How trustworthy is your cloud provider?
That’s the question many security personnel ask themselves, as cloud adoption continues apace. According to Thales’ 2017 Global Encryption Trends Study (carried out by Ponemon Institute), enterprises have accelerated adoption of encryption strategies in response to cloud adoption, with 41% of respondents saying their organization has an encryption strategy applied consistently across the enterprise.
About 67% of respondents take one of two routes: they either perform encryption on premise prior to sending data to the cloud, or encrypt in the cloud using keys they generate and manage on premises. But a full 37% said their organizations turn over complete control of keys and encryption processes to the cloud providers themselves.
Other critical findings demonstrate organizations continue to show a preference for control over encryption and key management when those activities migrate to the cloud. About a third (31%) are using or planning to use hardware security modules (HSMs) with bring your own key (BYOK) deployments, with 20% claiming the same for cloud access security broker (CASB) deployments.
Use of HSMs among organizations grew to its highest level ever, at 38%; of those respondents, 48% own and operate HSMs on-premise in support of cloud-based applications. Overall, usage of HSMs with CASBs is expected to double in the next 12 months (from 12% to 24%).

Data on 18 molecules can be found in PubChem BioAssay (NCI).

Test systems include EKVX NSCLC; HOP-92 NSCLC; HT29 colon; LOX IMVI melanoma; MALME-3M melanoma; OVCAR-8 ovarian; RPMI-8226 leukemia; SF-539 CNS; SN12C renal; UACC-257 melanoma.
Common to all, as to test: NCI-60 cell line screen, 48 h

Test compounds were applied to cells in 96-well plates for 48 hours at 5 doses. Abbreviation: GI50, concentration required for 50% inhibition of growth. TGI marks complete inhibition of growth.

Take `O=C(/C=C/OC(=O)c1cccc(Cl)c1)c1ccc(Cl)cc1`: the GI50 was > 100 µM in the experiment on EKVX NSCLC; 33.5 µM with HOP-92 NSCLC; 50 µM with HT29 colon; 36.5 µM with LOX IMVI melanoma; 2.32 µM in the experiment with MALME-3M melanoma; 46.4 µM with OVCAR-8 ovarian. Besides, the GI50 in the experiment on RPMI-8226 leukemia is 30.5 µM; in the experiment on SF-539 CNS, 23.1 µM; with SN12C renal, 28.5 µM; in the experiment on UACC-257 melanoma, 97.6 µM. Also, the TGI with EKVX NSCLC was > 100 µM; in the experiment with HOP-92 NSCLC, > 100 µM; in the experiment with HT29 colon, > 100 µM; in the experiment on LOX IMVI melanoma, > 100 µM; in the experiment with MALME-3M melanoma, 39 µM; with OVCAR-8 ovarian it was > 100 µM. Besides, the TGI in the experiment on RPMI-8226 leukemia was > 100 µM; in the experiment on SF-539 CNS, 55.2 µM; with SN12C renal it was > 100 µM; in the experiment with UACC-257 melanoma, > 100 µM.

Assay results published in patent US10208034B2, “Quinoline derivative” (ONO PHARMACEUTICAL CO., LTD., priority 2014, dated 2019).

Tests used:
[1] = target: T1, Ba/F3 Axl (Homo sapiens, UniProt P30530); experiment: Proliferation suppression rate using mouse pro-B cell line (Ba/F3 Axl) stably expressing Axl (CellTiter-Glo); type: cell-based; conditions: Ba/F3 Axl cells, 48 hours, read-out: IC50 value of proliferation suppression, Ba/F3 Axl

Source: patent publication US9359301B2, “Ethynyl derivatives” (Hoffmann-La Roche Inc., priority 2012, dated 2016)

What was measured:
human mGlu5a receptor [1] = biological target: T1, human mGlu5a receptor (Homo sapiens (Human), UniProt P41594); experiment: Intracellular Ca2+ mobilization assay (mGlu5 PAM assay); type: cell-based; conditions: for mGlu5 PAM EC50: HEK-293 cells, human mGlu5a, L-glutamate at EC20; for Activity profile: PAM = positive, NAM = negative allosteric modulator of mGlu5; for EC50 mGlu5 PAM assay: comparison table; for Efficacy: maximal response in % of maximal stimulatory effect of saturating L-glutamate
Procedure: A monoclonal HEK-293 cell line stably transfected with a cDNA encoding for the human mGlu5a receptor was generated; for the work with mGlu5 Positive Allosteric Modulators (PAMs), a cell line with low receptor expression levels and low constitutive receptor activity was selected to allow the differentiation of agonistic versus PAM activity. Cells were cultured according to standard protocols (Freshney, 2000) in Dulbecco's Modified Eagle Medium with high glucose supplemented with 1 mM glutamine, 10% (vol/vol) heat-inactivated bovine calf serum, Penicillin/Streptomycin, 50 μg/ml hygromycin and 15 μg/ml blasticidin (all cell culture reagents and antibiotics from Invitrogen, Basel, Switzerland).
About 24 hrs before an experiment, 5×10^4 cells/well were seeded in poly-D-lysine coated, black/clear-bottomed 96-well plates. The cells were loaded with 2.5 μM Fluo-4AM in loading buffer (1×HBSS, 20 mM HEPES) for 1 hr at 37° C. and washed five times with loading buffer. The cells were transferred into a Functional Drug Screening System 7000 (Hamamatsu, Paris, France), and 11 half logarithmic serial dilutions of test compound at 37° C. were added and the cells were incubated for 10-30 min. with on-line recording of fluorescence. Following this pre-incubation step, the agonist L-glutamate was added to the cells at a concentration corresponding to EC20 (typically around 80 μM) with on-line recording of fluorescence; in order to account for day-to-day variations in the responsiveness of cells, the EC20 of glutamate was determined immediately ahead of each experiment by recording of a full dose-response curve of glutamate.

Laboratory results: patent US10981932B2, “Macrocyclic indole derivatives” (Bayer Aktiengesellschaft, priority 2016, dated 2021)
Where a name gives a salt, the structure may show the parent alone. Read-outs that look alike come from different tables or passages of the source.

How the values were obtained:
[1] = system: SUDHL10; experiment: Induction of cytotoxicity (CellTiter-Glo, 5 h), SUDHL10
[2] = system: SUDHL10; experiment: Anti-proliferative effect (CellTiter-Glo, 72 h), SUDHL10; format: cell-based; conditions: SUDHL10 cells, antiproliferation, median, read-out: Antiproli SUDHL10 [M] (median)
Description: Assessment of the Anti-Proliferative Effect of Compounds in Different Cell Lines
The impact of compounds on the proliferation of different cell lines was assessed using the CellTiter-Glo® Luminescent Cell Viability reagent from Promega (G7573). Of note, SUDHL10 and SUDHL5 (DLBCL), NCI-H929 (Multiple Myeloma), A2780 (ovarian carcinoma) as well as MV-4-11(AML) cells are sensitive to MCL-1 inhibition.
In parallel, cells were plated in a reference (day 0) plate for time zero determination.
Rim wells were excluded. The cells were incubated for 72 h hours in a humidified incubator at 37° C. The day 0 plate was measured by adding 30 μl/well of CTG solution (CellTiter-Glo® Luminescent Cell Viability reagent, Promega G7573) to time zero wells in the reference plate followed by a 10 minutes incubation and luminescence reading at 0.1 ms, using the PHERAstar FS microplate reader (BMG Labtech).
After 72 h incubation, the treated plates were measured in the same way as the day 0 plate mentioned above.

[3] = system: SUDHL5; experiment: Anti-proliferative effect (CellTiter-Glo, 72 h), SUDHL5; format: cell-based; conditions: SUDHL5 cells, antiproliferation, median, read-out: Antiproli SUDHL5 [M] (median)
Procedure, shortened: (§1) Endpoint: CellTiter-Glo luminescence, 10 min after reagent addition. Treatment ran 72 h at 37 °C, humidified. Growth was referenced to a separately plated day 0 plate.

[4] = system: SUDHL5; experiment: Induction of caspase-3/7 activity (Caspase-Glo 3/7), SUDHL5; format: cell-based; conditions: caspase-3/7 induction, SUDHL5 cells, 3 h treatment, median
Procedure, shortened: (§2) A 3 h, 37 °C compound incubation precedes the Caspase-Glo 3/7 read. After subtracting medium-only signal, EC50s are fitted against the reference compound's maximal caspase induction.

Also, for the first time in the study’s 12-year history, business unit leaders have a higher influence over encryption strategy than IT operations.
“This year’s findings align with key trends demonstrating an increased reliance on the cloud, ever-evolving internal and external threats, and new data sources mandating stronger protection,” said John Grimm, senior director of security strategy at Thales e-Security. “The survey further reinforces that cloud key management offerings are more important than ever—and business-leader involvement is crucial to a sound security strategy.”
And no wonder: At 55%, compliance is the top driver for encryption—followed closely by protecting enterprise intellectual property (51%), customer information protection (49%) and protection from external threats (49%).
“The accelerated growth of encryption strategies in business underscores the proliferation of mega-breaches and cyberattacks, as well as the need to protect a broadening range of sensitive data types,” said Larry Ponemon, chairman and founder of the Ponemon Institute. “Simply put, the stakes are too high for organizations to stand by and wait for an attack to happen to them before introducing a sophisticated data protection strategy. Encryption and key management continue to play critical roles in these strategies.”